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  1. #41
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    This seems to be more of an issue of whether what we would call a sidewalk and retaining wall will carry the load.I would be more concerned about the retaining wall collapsing. But either way start by bolting timbers to the bottom of the lathe lets say 4"x4"s then lay down some 2"x4"s or plywood on the concrete and roll it on 1" pipes using a pinch bar to get it to move.Find some one who has done this before if you can and don't get anywhere the lathe could fall on you.If you choose to not move it inside , build a shed around it. Keep in mind that this is your hobby and make the challenge part of the learning experience,just don't get hurt doing it.

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    Sorry, I was a little behind the curve on this one. You obviously had the skills to get the job done, congratulations!

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  4. #43
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    Maybe someone knows...the motor of the lathe is working but i will need an inverter vfd for 10 hp ...i found one one ebay can somene tel me if it is any good? 10HP 7.5KW VFD VARIABLE FREQUENCY PERFECT MOTOR RATTING LOAD CAPABILITY POPULAR | eBay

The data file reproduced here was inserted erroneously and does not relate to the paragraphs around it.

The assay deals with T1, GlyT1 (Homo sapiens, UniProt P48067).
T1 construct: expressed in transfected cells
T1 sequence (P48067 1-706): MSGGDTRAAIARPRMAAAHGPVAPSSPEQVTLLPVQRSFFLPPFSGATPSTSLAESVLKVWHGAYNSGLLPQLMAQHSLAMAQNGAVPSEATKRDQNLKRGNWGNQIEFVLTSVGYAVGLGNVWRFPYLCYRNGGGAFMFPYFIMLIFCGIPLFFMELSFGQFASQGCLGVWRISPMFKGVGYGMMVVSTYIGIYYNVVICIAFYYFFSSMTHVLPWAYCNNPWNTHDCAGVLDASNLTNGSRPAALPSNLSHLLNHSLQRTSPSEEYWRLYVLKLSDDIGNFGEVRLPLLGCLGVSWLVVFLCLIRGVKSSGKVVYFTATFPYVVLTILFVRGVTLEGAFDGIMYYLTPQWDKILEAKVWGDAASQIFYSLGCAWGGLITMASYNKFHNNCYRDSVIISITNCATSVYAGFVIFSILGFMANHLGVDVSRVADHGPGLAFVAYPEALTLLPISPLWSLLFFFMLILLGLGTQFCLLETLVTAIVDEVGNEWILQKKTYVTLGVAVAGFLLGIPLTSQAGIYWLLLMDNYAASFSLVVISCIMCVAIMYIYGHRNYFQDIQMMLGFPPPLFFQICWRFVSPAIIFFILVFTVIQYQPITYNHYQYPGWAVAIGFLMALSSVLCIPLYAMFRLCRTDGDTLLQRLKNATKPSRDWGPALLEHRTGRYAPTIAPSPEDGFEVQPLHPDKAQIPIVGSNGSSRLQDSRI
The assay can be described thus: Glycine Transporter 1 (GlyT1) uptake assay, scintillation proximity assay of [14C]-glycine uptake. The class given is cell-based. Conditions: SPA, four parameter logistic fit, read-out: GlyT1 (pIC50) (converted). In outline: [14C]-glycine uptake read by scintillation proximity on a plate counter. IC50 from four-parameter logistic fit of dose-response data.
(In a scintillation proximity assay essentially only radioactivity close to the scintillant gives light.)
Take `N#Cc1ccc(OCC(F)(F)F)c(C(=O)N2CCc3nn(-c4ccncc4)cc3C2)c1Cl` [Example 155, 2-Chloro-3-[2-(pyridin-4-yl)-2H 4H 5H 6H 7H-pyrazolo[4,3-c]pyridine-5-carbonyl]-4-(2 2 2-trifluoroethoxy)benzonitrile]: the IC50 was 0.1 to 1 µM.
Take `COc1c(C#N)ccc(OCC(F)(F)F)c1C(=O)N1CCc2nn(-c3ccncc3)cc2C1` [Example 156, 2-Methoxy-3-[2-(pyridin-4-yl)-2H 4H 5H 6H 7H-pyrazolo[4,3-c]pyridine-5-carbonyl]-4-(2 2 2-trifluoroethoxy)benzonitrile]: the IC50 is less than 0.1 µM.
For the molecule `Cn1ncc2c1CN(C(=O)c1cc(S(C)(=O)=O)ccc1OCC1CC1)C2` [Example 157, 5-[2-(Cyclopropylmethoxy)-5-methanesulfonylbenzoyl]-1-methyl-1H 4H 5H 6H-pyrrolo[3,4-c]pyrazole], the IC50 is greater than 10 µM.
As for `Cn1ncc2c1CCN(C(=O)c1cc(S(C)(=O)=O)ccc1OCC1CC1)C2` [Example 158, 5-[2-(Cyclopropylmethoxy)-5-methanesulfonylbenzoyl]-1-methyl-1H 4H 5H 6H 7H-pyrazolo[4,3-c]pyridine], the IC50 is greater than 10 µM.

Also should i place the lathe on threaded rods so as to be able to level it layter on or i can just put some lumber bricks under it?

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    Quote Originally Posted by pikolo View Post
    Maybe someone knows...the motor of the lathe is working but i will need an inverter vfd for 10 hp ...i found one one ebay can somene tel me if it is any good? 10HP 7.5KW VFD VARIABLE FREQUENCY PERFECT MOTOR RATTING LOAD CAPABILITY POPULAR | eBay

    Also should i place the lathe on threaded rods so as to be able to level it layter on or i can just put some lumber bricks under it?
    if you use threaded rod to level it, you are putting the total weight of the lathe on a few spots, so you need a good firm floor, if you don't have that firm floor (4-6" concrete minimum?), you will need to spread out the load. one way is to put down 10mm to 20mm steel plates roughly leveled with "grout" underneath the headstock and tailstock pedestals to take the point loads of the leveling feet. the threaded rod should have 75mm (or so) "feet" on them if they don't land on a steel plate to spread out the load even if the floor is very strong. good solid hardwood cribbing carefully and evenly loaded can work just fine.